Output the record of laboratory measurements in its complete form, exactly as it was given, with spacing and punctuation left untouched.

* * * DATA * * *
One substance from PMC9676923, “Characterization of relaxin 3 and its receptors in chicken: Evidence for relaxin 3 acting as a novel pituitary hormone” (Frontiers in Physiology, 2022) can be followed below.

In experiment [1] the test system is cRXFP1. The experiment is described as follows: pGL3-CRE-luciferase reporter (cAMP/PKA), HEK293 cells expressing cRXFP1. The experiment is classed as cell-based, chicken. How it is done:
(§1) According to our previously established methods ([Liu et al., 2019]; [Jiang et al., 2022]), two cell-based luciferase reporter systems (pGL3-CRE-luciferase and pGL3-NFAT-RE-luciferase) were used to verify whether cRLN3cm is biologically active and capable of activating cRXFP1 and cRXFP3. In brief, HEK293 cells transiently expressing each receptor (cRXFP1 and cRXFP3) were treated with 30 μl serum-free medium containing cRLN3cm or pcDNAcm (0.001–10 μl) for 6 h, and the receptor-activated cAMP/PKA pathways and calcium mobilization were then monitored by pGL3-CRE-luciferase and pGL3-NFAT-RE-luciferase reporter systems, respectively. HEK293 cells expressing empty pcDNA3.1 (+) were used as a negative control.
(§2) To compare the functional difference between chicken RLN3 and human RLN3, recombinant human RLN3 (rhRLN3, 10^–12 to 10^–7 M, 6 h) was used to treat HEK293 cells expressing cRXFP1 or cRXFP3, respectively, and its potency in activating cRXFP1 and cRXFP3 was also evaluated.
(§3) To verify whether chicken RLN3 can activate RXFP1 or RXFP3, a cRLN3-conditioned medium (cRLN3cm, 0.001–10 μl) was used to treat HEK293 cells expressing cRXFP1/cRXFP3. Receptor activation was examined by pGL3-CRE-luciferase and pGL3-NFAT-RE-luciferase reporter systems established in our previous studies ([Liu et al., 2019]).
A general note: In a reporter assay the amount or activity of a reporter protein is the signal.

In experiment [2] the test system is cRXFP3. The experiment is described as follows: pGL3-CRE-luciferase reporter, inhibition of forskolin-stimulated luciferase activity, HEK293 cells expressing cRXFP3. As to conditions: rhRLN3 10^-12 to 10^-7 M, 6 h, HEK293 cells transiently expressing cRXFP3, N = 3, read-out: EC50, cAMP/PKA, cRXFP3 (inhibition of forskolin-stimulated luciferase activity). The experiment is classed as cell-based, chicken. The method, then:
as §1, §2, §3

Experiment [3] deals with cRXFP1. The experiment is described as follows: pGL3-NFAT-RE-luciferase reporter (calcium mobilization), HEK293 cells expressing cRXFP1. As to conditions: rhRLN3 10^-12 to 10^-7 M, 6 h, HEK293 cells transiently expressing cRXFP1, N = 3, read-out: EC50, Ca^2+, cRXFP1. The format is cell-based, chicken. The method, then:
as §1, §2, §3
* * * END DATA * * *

One substance from PMC9676923, “Characterization of relaxin 3 and its receptors in chicken: Evidence for relaxin 3 acting as a novel pituitary hormone” (Frontiers in Physiology, 2022) can be followed below.

In experiment [1] the test system is cRXFP1. The experiment is described as follows: pGL3-CRE-luciferase reporter (cAMP/PKA), HEK293 cells expressing cRXFP1. The experiment is classed as cell-based, chicken. How it is done:
(§1) According to our previously established methods ([Liu et al., 2019]; [Jiang et al., 2022]), two cell-based luciferase reporter systems (pGL3-CRE-luciferase and pGL3-NFAT-RE-luciferase) were used to verify whether cRLN3cm is biologically active and capable of activating cRXFP1 and cRXFP3. In brief, HEK293 cells transiently expressing each receptor (cRXFP1 and cRXFP3) were treated with 30 μl serum-free medium containing cRLN3cm or pcDNAcm (0.001–10 μl) for 6 h, and the receptor-activated cAMP/PKA pathways and calcium mobilization were then monitored by pGL3-CRE-luciferase and pGL3-NFAT-RE-luciferase reporter systems, respectively. HEK293 cells expressing empty pcDNA3.1 (+) were used as a negative control.
(§2) To compare the functional difference between chicken RLN3 and human RLN3, recombinant human RLN3 (rhRLN3, 10^–12 to 10^–7 M, 6 h) was used to treat HEK293 cells expressing cRXFP1 or cRXFP3, respectively, and its potency in activating cRXFP1 and cRXFP3 was also evaluated.
(§3) To verify whether chicken RLN3 can activate RXFP1 or RXFP3, a cRLN3-conditioned medium (cRLN3cm, 0.001–10 μl) was used to treat HEK293 cells expressing cRXFP1/cRXFP3. Receptor activation was examined by pGL3-CRE-luciferase and pGL3-NFAT-RE-luciferase reporter systems established in our previous studies ([Liu et al., 2019]).
A general note: In a reporter assay the amount or activity of a reporter protein is the signal.

In experiment [2] the test system is cRXFP3. The experiment is described as follows: pGL3-CRE-luciferase reporter, inhibition of forskolin-stimulated luciferase activity, HEK293 cells expressing cRXFP3. As to conditions: rhRLN3 10^-12 to 10^-7 M, 6 h, HEK293 cells transiently expressing cRXFP3, N = 3, read-out: EC50, cAMP/PKA, cRXFP3 (inhibition of forskolin-stimulated luciferase activity). The experiment is classed as cell-based, chicken. The method, then:
as §1, §2, §3

Experiment [3] deals with cRXFP1. The experiment is described as follows: pGL3-NFAT-RE-luciferase reporter (calcium mobilization), HEK293 cells expressing cRXFP1. As to conditions: rhRLN3 10^-12 to 10^-7 M, 6 h, HEK293 cells transiently expressing cRXFP1, N = 3, read-out: EC50, Ca^2+, cRXFP1. The format is cell-based, chicken. The method, then:
as §1, §2, §3